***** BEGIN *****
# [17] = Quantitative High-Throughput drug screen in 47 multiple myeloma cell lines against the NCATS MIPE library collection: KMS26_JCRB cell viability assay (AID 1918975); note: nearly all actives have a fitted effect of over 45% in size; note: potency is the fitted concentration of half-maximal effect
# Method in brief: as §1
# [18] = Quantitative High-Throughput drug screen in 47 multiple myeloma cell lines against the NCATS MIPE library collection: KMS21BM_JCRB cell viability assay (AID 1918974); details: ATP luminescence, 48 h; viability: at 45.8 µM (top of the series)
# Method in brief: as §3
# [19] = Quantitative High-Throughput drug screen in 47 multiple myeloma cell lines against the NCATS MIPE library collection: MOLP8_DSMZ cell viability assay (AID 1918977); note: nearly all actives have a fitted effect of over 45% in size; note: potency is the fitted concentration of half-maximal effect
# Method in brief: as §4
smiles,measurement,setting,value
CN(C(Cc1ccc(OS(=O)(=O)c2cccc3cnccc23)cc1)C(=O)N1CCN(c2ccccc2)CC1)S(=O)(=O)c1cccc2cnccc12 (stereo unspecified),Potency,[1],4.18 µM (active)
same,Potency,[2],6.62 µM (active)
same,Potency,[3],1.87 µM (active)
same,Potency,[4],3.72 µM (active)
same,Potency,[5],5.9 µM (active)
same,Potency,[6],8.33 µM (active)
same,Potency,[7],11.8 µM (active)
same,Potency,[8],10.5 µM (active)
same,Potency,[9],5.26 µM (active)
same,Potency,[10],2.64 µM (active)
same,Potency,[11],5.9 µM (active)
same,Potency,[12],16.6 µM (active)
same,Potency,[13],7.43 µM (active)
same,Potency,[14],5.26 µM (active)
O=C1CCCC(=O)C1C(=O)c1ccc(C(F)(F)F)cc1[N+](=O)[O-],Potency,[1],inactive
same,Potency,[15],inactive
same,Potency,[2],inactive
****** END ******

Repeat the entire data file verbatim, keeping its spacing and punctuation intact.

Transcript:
# [17] = Quantitative High-Throughput drug screen in 47 multiple myeloma cell lines against the NCATS MIPE library collection: KMS26_JCRB cell viability assay (AID 1918975); note: nearly all actives have a fitted effect of over 45% in size; note: potency is the fitted concentration of half-maximal effect
# Method in brief: as §1
# [18] = Quantitative High-Throughput drug screen in 47 multiple myeloma cell lines against the NCATS MIPE library collection: KMS21BM_JCRB cell viability assay (AID 1918974); details: ATP luminescence, 48 h; viability: at 45.8 µM (top of the series)
# Method in brief: as §3
# [19] = Quantitative High-Throughput drug screen in 47 multiple myeloma cell lines against the NCATS MIPE library collection: MOLP8_DSMZ cell viability assay (AID 1918977); note: nearly all actives have a fitted effect of over 45% in size; note: potency is the fitted concentration of half-maximal effect
# Method in brief: as §4
smiles,measurement,setting,value
CN(C(Cc1ccc(OS(=O)(=O)c2cccc3cnccc23)cc1)C(=O)N1CCN(c2ccccc2)CC1)S(=O)(=O)c1cccc2cnccc12 (stereo unspecified),Potency,[1],4.18 µM (active)
same,Potency,[2],6.62 µM (active)
same,Potency,[3],1.87 µM (active)
same,Potency,[4],3.72 µM (active)
same,Potency,[5],5.9 µM (active)
same,Potency,[6],8.33 µM (active)
same,Potency,[7],11.8 µM (active)
same,Potency,[8],10.5 µM (active)
same,Potency,[9],5.26 µM (active)
same,Potency,[10],2.64 µM (active)
same,Potency,[11],5.9 µM (active)
same,Potency,[12],16.6 µM (active)
same,Potency,[13],7.43 µM (active)
same,Potency,[14],5.26 µM (active)
O=C1CCCC(=O)C1C(=O)c1ccc(C(F)(F)F)cc1[N+](=O)[O-],Potency,[1],inactive
same,Potency,[15],inactive
same,Potency,[2],inactive